Therefore, cancer type could be taken into account when considering if to stop coagulation, even though it is not known if the cancer stage has any effect.
Type of CAT
Another point to consider when evaluating the extension beyond six months is the type of CAT. For example, if the thrombosis is completely resolved and the disease is stable, or in the case of distal vein thrombosis, it might be considered to extend the coagulation only up to 3 months or stop anticoagulation and continue to follow up.
In case of single or multiple subsegmental pulmonary embolisms or if thrombosis was caused by a major transient risk factor (such as surgery or trauma) or by a catheter that has been removed, it might not be necessary to extend coagulation beyond 6 months.
Finally, is it necessary to extend anticoagulation in case of an unusual site and incidental VTE, representing up to 50% of thrombosis diagnoses in cancer patients?
A recent meta-analysis compared the recurrence of VTE and bleeding rate between incidental events and symptomatic events. Patients with incidental VTE had a 40% lower risk compared to symptomatic at six months while having a numerically higher rate number of bleeding events .
This might be a further factor to consider when planning to extend anticoagulation beyond 6 months in patients with incidental VTE.
Bleeding risk factors
Several risk factors might be associated with an increased risk for bleeding complications in cancer patients. Some are general risk factors (such as age or immobility), while others are cancer-related (e.g., metastatic disease, genitourinary cancer, and much more). These factors might be useful for identifying subgroups that have a higher risk of VTE or might benefit from interrupting anticoagulation .
A sub-analysis of the CLOT trial compared the recurrent and major bleeding events in patients with normal renal function or renal impairment (the proportion of patients with severe renal insufficiency was really low) .
Compared to the group with normal renal function, the risk of major bleeding was higher in moderate renal impaired patients, more than double in the deltaparin group and almost three-times in the warfarin group (deltaparin group: 4.1% vs 9.5% in normal and renal impaired groups, respectively; warfarin group: 2.2% vs 6.2% in normal and renal impaired groups, respectively) .
A study indicated that the case-fatality rate of recurrent VTE is as high as 50%, but the heterogeneity of the study included was very high (I2: 77.3%): some studies had a case fatality rate of 0%, while others showed an increase of 50% .
The same heterogeneity can be seen for the case-fatality rate of recurrent major bleeding (I2: 85.2%) .
A multicenter observational study assessed the bleeding risk of patients in a real-world practice setting of hospital palliative care. 91% of patients had cancer, and 5.7% received therapeutic anticoagulation. At 3 months, the incidence of clinically relevant bleeding was as high as 9.8%. But most importantly, the case-fatality rate of bleeding was as high as 71.9% .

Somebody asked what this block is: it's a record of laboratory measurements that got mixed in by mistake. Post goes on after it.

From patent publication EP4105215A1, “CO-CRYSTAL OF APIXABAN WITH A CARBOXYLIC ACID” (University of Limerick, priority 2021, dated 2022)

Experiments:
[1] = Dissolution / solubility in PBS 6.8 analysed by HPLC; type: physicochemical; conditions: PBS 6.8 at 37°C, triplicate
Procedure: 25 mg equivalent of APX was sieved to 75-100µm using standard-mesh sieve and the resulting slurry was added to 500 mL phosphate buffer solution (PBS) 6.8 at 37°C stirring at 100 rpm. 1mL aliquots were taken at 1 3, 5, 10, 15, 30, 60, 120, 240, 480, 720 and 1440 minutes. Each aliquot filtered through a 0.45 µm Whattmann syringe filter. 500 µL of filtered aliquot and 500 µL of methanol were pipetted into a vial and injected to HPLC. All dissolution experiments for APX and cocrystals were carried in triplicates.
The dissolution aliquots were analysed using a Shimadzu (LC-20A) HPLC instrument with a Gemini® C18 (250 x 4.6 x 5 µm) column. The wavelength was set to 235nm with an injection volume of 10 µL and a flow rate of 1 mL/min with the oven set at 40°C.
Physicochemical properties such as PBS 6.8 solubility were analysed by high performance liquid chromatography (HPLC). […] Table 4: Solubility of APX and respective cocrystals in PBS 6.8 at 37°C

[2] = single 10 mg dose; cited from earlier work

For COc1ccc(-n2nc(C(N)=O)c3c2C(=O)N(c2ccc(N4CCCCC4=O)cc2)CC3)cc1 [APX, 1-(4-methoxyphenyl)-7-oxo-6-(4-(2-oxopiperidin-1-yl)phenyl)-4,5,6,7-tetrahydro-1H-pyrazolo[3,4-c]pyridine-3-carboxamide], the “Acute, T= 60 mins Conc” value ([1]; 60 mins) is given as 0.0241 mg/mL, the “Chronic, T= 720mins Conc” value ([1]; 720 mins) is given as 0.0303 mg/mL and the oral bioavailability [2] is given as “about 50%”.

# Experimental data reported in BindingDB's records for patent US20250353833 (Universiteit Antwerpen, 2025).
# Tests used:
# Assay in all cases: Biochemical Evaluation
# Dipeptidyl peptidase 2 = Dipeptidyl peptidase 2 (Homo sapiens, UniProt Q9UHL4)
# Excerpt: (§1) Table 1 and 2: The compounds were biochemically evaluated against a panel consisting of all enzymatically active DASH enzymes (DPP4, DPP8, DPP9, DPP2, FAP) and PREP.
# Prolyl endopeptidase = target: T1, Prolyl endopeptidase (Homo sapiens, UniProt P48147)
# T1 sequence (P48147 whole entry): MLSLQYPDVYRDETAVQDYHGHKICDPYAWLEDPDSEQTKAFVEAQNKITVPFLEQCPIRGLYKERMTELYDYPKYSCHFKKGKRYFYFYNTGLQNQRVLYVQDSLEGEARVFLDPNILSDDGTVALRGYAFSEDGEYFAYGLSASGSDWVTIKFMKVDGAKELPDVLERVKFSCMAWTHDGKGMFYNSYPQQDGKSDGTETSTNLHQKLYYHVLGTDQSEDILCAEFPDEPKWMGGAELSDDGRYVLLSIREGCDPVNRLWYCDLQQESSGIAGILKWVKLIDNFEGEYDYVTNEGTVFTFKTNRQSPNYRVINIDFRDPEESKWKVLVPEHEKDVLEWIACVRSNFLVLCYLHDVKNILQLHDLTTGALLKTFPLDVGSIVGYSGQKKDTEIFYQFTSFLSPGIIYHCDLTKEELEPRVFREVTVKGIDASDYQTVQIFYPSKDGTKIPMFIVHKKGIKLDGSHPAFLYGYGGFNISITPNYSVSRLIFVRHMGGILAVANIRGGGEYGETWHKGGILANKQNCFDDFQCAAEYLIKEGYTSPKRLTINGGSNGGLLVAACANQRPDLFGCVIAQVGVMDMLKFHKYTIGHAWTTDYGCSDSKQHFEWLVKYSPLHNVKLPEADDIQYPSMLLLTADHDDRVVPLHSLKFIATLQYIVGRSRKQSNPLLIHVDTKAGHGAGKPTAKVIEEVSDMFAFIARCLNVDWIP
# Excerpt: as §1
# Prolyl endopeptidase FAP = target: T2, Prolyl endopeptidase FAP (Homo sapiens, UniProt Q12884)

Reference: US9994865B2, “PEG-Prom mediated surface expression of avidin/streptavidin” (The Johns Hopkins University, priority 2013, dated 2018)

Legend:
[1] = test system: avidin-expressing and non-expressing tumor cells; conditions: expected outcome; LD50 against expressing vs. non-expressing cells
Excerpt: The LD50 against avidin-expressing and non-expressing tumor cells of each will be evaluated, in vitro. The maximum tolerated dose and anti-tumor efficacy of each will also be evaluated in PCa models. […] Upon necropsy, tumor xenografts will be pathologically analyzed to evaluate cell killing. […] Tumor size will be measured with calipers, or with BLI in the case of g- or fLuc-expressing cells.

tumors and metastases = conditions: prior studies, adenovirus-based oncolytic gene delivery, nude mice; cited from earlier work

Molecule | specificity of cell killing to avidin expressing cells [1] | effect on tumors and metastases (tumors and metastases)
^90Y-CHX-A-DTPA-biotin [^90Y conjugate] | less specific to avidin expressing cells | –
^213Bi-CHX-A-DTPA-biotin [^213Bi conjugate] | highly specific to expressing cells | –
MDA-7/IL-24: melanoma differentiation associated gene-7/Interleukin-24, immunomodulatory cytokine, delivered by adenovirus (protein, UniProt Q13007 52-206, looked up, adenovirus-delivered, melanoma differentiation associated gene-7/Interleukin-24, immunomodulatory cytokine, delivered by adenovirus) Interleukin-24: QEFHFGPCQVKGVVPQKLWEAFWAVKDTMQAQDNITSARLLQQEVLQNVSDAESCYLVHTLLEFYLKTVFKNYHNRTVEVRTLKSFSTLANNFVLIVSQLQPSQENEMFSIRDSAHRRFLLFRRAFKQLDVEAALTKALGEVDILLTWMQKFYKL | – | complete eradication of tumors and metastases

This study is a further reminder that the use of thromboprophylaxis in palliative care patients should consider the high risk of bleeding in these patients.
Recommendations for an anticoagulation extension cannot be generalized, but the stage and the characteristic of the patient should be evaluated to weigh the importance of bleeding events or recurrent thrombosis.
Guidelines and anticoagulation use
Current guidelines suggest long-term anticoagulation or indefinite anticoagulation, but the level of certainty they are based on is low or very low. The ASCO guidelines suggest an individualized approach and extend anticoagulation only in those patients where the risk of recurrence outweighs the risk of bleeding .
A study shows that the use of anticoagulation drops rapidly in the first month, and, at 12 months, only 20–40% of patients are still on anticoagulation .
Indeed, in many of these patients, the risk-benefit was probably not favorable to continue anticoagulation. This might be due to cancer-related complications, costs, and patient preferences.
Another study confirms these results both for LMWH and DOACS. At 6 months, the use of LMWH drops between 10 and 20%, while the use of DOACS drops around 35%. At 18 months, less than 5% of the patients use LMWH or DOACS .
When evaluating the extension of anticoagulation beyond 6 months, several factors need to be considered, such as the stage of the disease, the risk of bleeding, and patient preferences.
A paper highlights the group of patients that could likely benefit from anticoagulation discontinuation, which includes :
- Patients whose cancer is in complete remission
- Patients that are not receiving cancer treatment
- Patients that have a lower risk of recurrence (breast cancer and prostate cancer)
- Patients with high bleeding risk
- Patients that are approaching the end of life
- Patients with severe thrombocytopenia.
Heterogeneous data exist on the risk-to-benefit ratio of extended anticoagulation beyond 6 months. Therefore, the guideline’s suggestions to continue anticoagulation must be individualized since they are based on Expert Opinions and low evidence.
Finally, in the real-world setting, bleeding might be higher than seen in randomized clinical trials where there was a careful selection of patients.